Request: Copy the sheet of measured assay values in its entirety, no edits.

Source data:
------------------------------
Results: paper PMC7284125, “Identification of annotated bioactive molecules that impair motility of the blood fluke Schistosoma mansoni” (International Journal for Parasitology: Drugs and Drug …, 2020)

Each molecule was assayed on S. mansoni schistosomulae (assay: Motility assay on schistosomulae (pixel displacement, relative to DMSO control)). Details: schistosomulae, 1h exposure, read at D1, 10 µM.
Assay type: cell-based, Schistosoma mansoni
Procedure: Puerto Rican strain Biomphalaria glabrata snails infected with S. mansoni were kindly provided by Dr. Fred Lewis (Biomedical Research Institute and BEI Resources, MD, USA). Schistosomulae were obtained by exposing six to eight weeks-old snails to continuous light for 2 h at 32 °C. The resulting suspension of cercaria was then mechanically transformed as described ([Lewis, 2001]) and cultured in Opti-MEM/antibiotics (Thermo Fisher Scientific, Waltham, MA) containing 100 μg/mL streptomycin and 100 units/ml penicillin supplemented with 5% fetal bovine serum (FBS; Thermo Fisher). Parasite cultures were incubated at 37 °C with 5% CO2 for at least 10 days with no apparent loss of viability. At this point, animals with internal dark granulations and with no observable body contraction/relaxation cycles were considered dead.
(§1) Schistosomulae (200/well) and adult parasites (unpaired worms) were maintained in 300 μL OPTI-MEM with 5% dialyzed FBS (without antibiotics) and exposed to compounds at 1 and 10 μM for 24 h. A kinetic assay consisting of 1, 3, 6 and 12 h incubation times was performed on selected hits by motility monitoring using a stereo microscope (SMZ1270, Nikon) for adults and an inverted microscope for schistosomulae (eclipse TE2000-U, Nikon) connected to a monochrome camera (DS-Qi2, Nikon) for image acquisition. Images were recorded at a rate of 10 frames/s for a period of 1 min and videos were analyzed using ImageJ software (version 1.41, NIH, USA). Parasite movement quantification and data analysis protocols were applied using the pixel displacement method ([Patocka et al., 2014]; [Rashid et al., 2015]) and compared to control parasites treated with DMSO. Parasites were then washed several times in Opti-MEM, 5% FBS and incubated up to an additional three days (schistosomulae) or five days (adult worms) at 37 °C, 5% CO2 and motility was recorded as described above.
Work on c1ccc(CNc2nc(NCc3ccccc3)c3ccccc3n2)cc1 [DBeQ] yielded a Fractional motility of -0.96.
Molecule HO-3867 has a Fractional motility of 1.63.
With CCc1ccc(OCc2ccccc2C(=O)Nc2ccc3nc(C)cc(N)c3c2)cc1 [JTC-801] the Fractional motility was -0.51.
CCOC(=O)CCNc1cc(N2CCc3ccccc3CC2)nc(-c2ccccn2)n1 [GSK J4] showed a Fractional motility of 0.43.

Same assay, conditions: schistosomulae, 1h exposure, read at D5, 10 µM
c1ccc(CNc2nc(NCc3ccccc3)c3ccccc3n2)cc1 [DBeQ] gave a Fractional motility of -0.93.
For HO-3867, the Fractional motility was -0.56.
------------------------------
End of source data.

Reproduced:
Results: paper PMC7284125, “Identification of annotated bioactive molecules that impair motility of the blood fluke Schistosoma mansoni” (International Journal for Parasitology: Drugs and Drug …, 2020)

Each molecule was assayed on S. mansoni schistosomulae (assay: Motility assay on schistosomulae (pixel displacement, relative to DMSO control)). Details: schistosomulae, 1h exposure, read at D1, 10 µM.
Assay type: cell-based, Schistosoma mansoni
Procedure: Puerto Rican strain Biomphalaria glabrata snails infected with S. mansoni were kindly provided by Dr. Fred Lewis (Biomedical Research Institute and BEI Resources, MD, USA). Schistosomulae were obtained by exposing six to eight weeks-old snails to continuous light for 2 h at 32 °C. The resulting suspension of cercaria was then mechanically transformed as described ([Lewis, 2001]) and cultured in Opti-MEM/antibiotics (Thermo Fisher Scientific, Waltham, MA) containing 100 μg/mL streptomycin and 100 units/ml penicillin supplemented with 5% fetal bovine serum (FBS; Thermo Fisher). Parasite cultures were incubated at 37 °C with 5% CO2 for at least 10 days with no apparent loss of viability. At this point, animals with internal dark granulations and with no observable body contraction/relaxation cycles were considered dead.
(§1) Schistosomulae (200/well) and adult parasites (unpaired worms) were maintained in 300 μL OPTI-MEM with 5% dialyzed FBS (without antibiotics) and exposed to compounds at 1 and 10 μM for 24 h. A kinetic assay consisting of 1, 3, 6 and 12 h incubation times was performed on selected hits by motility monitoring using a stereo microscope (SMZ1270, Nikon) for adults and an inverted microscope for schistosomulae (eclipse TE2000-U, Nikon) connected to a monochrome camera (DS-Qi2, Nikon) for image acquisition. Images were recorded at a rate of 10 frames/s for a period of 1 min and videos were analyzed using ImageJ software (version 1.41, NIH, USA). Parasite movement quantification and data analysis protocols were applied using the pixel displacement method ([Patocka et al., 2014]; [Rashid et al., 2015]) and compared to control parasites treated with DMSO. Parasites were then washed several times in Opti-MEM, 5% FBS and incubated up to an additional three days (schistosomulae) or five days (adult worms) at 37 °C, 5% CO2 and motility was recorded as described above.
Work on c1ccc(CNc2nc(NCc3ccccc3)c3ccccc3n2)cc1 [DBeQ] yielded a Fractional motility of -0.96.
Molecule HO-3867 has a Fractional motility of 1.63.
With CCc1ccc(OCc2ccccc2C(=O)Nc2ccc3nc(C)cc(N)c3c2)cc1 [JTC-801] the Fractional motility was -0.51.
CCOC(=O)CCNc1cc(N2CCc3ccccc3CC2)nc(-c2ccccn2)n1 [GSK J4] showed a Fractional motility of 0.43.

Same assay, conditions: schistosomulae, 1h exposure, read at D5, 10 µM
c1ccc(CNc2nc(NCc3ccccc3)c3ccccc3n2)cc1 [DBeQ] gave a Fractional motility of -0.93.
For HO-3867, the Fractional motility was -0.56.